Kukla's Korner Hockey
The Rink Rats program, run through the Herb Brooks Foundation in Minnesota, share an emotional moment with the Stanley Cup after practice
Hometown Hockey takes you through the lower mainland of British Columbia to the communities of new Canadians who are just being introduced to Canada’s game.
from Sarah McLellan of azcentral sports,
During the Coyotes’ inaugural season in the Valley, the state featured 2,349 USA Hockey registered players.
That number rose to 7,329 for the 2014-15 campaign – a jump of 212 percent – and the most significant boost among youth players has been for those 8 years old and under (331 to 1,101).
“When the Coyotes moved in to Arizona, a hockey market grew up with the team,” Pat Kelleher, assistant executive director for development at USA Hockey, wrote in an email. “Now, with an ownership group and team staff focused on growing the game, we are seeing unprecedented hockey participation numbers in the state. It’s a credit to the NHL, the Coyotes, USA Hockey and most importantly the local volunteers who are creating great hockey experiences for thousands of families in Arizona.”
Not only did the Coyotes’ arrival seem to stir an interest in playing hockey, but it also opened up more opportunity to actually get on the ice.
from Cam Cole of the Vancouver Sun,
Absorbed by Postmedia colleague Michael Traikos’s series on the new epidemic of hockey academies for children of the very rich or soon-to-be poor, here was my take-away from the revelations it contained:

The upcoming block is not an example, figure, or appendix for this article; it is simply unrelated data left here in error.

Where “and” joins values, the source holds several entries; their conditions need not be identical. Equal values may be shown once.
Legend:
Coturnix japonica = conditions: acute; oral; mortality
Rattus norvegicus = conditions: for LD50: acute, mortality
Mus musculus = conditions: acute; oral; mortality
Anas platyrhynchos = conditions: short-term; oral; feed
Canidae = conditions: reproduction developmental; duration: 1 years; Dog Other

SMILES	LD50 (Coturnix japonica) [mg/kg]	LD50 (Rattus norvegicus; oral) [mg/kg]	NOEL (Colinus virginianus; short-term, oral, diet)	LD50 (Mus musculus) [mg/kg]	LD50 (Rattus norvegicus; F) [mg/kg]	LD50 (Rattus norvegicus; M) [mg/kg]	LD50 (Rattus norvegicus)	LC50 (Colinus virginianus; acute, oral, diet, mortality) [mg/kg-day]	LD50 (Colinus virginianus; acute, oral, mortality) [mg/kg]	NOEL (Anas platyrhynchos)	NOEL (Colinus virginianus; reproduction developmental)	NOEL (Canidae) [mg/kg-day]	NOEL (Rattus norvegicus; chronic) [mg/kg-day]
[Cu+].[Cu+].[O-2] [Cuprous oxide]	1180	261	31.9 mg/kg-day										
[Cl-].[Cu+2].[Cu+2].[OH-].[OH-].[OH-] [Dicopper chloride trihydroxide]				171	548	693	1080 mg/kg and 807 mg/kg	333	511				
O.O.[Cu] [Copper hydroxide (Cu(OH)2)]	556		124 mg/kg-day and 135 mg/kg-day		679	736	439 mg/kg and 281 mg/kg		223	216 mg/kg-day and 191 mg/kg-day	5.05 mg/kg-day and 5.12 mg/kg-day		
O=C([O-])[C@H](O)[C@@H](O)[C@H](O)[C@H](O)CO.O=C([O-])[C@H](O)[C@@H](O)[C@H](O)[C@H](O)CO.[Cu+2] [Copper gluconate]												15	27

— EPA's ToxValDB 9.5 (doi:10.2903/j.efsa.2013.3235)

Hockey, if it isn’t already, is in danger of becoming an illness in Canada, possibly untreatable.
We mock Americans for their obsessive love of football’s ingrained brutality and the cavalier way fans and parents and league administrators shrug off all of that sport’s accompanying detritus, but do we ever look in the mirror?
Our national winter sport has become terrifyingly expensive, dangerously elitist, and is slowly but surely hacking away at the roots of what made the possibility of greatness accessible, albeit at greater or lesser odds, to any kid with talent and a dream.
Now it also takes money, and plenty of it.
If you missed the four part feature from Traikos, here is part four with links to the previous articles too...
I've been making videos of Iguchi Aito for over a year now.
Iguchi is from Saitama Japan, and his work off the ice helps him be that much better than everyone else. It's always exciting talking to him about ways we can improve his game - he is excelling at an alarmingly fast rate. Very proud of his progress.
Looks like the kid has been watching some NHL hockey, I see some Datsyuk, Ovechkin and others in his moves.
from Bryan Weismiller of MetroNews,
Like many youngsters who outgrow their youth-sized lumber, Jack was equipped with a mid-priced junior stick that had seven inches lobbed off the top of it.
Modifying the stick made the shaft too firm for even some NHL stars.
“His 55 flex turned into an 85 flex,” Reily said. “Alex Ovechkin is 225 pounds, built like a Neanderthal, and he had a more flexible stick than my son at seven years old.
“That was the problem.”
After developing some more bendable prototypes, Reily and a neighbour teamed up with sports researchers at the University of Calgary. It lead to what’s billed as a first-of-its-kind research project using players aged five to eight years old.
That’s also where the duo discovered a third partner for their venture.
The group eventually came up with a 20-flex junior stick, which falls in line with the general rule that hockey stick flex should be roughly half of the skater’s body weight.
Reily stressed the importance of buying proper equipment, saying the stiff sticks of today are encouraging kids to develop bad habits.